Age is just a number. Time was, when you hit 65 you said goodbye to the 9-to-5. While many people today are working longer for financial reasons, the bigger question is, should you ever retire?

In a recent Merrill Lynch survey, 47 percent of retirees polled said they either have worked or plan to work during their retirement.

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“With the possibility of scaling back and working part-time or even seasonally, why would you want to leave the workforce altogether?” asks Stephanie Genkin, a certified financial planner in Brooklyn.

  • Stay or play? If you have more money than you know what to do with and a game plan for spending your days in ways that fulfill you, maybe you’re ready to call it quits.

But from a financial standpoint, there are plenty of reasons to keep working. “First, there’s the cash flow. Consider too, that you may be able to continue receiving 401(k) or pension benefits. Plus, delaying receipt of Social Security increases your ultimate benefit,” says Richard Rausser of Pentegra Retirement Services in White Plains.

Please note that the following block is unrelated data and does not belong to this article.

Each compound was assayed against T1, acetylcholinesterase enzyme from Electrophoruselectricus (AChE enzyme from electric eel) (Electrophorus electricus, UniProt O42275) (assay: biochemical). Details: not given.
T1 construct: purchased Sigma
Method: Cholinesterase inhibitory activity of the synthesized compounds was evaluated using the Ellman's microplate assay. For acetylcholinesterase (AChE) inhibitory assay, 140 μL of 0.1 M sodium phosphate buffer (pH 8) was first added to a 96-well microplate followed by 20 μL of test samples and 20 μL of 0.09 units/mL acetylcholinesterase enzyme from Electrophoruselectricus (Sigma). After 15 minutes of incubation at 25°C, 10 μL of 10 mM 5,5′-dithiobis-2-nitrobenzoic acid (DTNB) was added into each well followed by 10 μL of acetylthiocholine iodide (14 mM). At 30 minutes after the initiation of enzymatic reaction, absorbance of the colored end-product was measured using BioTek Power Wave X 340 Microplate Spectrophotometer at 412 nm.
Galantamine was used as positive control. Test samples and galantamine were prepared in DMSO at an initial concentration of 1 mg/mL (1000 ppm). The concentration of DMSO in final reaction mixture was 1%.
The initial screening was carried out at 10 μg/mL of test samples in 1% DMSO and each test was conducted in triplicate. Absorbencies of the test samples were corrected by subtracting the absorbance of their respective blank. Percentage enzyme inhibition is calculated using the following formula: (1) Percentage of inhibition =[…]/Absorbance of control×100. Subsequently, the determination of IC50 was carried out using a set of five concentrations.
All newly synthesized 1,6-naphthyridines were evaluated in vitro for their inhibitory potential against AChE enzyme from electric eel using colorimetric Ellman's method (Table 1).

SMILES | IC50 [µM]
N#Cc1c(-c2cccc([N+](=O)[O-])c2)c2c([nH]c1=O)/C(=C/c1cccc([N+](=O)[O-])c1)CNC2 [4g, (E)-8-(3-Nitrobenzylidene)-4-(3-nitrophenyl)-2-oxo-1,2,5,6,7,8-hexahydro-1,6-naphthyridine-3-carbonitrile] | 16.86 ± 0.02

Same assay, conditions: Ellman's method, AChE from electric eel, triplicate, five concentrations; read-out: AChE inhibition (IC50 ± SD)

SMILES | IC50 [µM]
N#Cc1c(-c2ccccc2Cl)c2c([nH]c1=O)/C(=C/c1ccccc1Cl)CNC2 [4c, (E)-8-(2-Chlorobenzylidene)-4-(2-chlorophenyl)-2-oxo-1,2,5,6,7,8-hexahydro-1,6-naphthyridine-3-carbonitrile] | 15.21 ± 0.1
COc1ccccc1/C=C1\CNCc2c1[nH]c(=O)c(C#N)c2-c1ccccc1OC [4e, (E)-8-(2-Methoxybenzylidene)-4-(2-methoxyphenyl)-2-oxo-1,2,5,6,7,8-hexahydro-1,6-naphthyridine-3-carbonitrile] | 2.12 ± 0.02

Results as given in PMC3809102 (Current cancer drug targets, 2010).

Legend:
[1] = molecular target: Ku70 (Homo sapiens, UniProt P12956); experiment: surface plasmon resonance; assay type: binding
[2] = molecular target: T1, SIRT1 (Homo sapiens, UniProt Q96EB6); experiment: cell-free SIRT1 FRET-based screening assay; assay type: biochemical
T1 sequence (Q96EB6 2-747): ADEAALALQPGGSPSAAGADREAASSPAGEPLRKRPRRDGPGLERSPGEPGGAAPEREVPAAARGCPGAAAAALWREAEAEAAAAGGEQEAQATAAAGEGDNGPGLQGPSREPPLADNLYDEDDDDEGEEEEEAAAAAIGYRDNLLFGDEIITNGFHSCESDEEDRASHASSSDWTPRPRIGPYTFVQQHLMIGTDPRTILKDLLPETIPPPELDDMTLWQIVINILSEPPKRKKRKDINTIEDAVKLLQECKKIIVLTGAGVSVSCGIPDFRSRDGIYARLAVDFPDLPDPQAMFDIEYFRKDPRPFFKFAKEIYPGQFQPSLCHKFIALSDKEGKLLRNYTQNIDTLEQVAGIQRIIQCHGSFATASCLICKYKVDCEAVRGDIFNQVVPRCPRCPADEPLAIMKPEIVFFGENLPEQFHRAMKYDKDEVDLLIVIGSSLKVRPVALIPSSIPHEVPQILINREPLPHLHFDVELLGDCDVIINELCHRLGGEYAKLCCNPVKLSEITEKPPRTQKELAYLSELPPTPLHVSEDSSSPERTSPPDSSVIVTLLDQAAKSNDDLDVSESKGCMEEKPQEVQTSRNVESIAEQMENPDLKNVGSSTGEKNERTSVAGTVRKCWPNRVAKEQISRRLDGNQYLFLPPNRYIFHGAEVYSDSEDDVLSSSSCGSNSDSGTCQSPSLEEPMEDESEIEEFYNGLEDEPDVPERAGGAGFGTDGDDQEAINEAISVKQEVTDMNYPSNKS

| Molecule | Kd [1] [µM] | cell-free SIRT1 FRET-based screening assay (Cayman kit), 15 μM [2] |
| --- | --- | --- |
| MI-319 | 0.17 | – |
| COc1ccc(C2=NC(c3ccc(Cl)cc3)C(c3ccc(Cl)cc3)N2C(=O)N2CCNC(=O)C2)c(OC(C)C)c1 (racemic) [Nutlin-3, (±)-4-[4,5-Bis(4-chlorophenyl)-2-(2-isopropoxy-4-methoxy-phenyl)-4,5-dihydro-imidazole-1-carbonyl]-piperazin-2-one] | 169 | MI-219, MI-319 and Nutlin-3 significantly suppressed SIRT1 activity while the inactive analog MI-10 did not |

• Emotional rewards: Working keeps you involved and connected. Some studies show that retirement lowers health and longevity. “Not everyone is mentally ready to retire. They may not have hobbies, or their children may not live nearby,” says Tom Scanlon, a certified financial adviser with Borgida & Co. in Manchester, Connecticut.
  • Bottom line: Says Ric Edelman, CEO of Edelman Financial Services in Fairfax, Virginia, “It’s a personal choice. Focus on being able to completely retire from a financial perspective. This way, you’ll have the luxury of choice. Working is not the same as having to work.”